Voice Connectivity is Critical. Your phone systems have gone down and you are unable to communicate with your customers. After several hours of troubleshooting you have managed to get the services up again but what do you do now? Whether you utilize a SIP based VoIP system, digital voice over T1 lines or POTS (plain old telephone service), those voice services need to be available.
How Often are You Asked “Is the Website Down?” Such calls can lead to hours of lost time only to find out it was a minor issue for a limited user base. Do you have the tools in place to proactively detect and deal with such issues?
The new DNS caching features at Dotcom-Monitor allow you to perform some interesting tests that show how DNS caching can affect your page load speed.
We realize that many organizations monitor their online services with a number different goals in mind, and so we listened to the feedback we received that some users want to include the DNS response time in their monitoring and some users want to be able to remove DNS response from their monitors.
How you wish to handle DNS response time in regard to your monitoring needs is up to you, but we want to take this opportunity to show the differences in how DNS response time affects website load using our new tools.
We ran a test monitoring YouTube from a single location in the midwest United States with three different DNS cache settings. A basic HTTP full page load on the YouTube front page resulted in some interesting, although not that surprising results.
Keep in mind the results will vary depending upon a number of variables such as which locations you are monitoring from, the time of day, the load on the DNS servers, and on the website servers.
Parallax websites are compelling and easy to follow. However, because all of the graphics and text are on one page and these sites often use video, they can also be a performance nightmare if not optimized correctly.
For George, the clean-up is just beginning. He is not even yet aware that his domain is blacklisted. All he knows is that he can’t send out additional emails, the update email on the company party that evening is now a fire-drill, and his boss is giving the system administrator and him the stink eye. The problem of not knowing for hours that your site has appeared on a DNS Blacklist (DNSBL) and that email—and, even worse, potentially website visitors—are being rejected is a problem with both primary impacts and multiple secondary impacts.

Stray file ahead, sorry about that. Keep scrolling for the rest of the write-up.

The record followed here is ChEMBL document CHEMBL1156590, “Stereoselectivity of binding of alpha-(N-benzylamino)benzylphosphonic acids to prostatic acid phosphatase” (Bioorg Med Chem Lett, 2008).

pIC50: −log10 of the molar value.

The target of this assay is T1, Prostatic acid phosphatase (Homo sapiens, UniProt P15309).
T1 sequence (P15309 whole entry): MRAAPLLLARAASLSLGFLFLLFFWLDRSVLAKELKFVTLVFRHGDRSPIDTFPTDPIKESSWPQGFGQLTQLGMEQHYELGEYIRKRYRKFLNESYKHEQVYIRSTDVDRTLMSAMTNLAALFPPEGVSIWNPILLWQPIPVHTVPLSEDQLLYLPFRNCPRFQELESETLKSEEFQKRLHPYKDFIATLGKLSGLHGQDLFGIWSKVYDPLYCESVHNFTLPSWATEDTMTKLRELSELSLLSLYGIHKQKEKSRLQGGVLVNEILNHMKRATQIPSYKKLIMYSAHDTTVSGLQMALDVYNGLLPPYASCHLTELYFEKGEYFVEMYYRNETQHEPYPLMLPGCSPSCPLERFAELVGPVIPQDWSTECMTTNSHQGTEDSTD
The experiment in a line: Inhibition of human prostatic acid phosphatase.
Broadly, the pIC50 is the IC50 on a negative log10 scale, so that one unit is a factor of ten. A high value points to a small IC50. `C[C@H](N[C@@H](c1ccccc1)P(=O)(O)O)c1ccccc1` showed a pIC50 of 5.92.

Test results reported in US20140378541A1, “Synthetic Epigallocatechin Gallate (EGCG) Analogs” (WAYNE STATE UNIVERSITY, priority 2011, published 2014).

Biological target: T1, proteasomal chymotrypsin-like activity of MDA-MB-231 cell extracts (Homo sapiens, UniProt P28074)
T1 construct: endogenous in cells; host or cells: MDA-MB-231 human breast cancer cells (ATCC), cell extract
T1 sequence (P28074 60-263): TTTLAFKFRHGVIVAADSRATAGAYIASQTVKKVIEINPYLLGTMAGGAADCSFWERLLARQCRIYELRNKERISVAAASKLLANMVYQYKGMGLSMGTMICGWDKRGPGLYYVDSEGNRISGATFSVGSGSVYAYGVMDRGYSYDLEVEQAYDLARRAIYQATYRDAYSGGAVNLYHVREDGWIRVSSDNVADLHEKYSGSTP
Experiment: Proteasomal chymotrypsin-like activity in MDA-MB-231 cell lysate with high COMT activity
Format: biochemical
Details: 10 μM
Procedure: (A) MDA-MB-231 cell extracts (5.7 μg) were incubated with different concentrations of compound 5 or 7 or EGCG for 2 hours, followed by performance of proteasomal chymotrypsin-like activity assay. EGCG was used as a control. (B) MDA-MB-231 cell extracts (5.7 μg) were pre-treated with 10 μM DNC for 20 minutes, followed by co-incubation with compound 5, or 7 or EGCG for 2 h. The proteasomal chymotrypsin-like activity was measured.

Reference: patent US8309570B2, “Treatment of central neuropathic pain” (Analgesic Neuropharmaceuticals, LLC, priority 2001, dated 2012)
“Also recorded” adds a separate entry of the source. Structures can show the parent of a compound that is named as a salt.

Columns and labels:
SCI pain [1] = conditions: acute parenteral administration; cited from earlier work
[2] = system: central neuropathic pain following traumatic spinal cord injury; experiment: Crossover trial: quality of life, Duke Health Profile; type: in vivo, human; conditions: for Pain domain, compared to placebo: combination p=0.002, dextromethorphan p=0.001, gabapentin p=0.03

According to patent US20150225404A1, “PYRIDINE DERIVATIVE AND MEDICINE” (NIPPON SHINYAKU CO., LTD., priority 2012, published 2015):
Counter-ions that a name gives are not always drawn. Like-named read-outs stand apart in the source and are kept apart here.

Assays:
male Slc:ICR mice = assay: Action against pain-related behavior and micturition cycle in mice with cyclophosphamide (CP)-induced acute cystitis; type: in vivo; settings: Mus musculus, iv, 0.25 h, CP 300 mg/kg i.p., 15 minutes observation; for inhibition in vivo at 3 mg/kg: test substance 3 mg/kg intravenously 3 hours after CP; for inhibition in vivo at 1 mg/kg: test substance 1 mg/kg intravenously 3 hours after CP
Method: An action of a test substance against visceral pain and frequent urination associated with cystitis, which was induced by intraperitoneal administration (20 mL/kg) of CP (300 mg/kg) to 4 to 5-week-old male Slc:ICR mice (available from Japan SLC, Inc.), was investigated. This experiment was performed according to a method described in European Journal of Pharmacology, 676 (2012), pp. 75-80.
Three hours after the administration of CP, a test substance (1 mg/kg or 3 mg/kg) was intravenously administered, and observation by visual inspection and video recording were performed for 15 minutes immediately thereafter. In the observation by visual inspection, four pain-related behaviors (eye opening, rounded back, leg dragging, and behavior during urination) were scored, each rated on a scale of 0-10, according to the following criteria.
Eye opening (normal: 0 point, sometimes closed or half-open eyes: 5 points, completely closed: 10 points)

Integration furthers speed and effectiveness of WebOps, DevOps, and network teams’ support of applications, networks, and infrastructures.
Microsoft Exchange continues to grow in popularity, but until recently active monitoring via full round-trip processes have been lacking in the marketplace. As a result network administrators have found it difficult to accurately pinpoint Microsoft Exchange issues effectively. Dotcom-Monitor’s Microsoft Exchange Monitoring, actively monitors both the availability and performance of Exchange components and provides alerts and diagnostics information when an issue is detected. Among a wealth of other features, the solution includes the industry’s only tool for monitoring ActiveSync externally, so it mimics the same experience a real user would receive.
As e-commerce continues to grow, Web performance is being thrust into the spotlight. However, new performance statistics indicate there’s significant work to do to improve overall website performance and reach industry standards.
The VoIP marketplace is growing. If your organization uses a SIP-based VoIP solution its likely you’ve experienced issues in the form of dropped calls, or the inability to receive calls. Dotcom-Monitor’s SIP monitoring service tests a SIP-based VoIP system by actually making SIP test calls and measuring the results, allowing you to get back to work and know that your VoIP system is continually online.
There’s no doubt about it—users are now just as likely to use their mobile devices instead of their desktop or laptop to surf the web, make purchases and more. What’s more, they expect their mobile user experience to be at least as fast and perform as well as a non-mobile user experience. If a mobile website is slow or performs poorly mobile users are likely to move on – often to a competitor’s mobile website. Here are five tips to help your mobile website meet user expectations.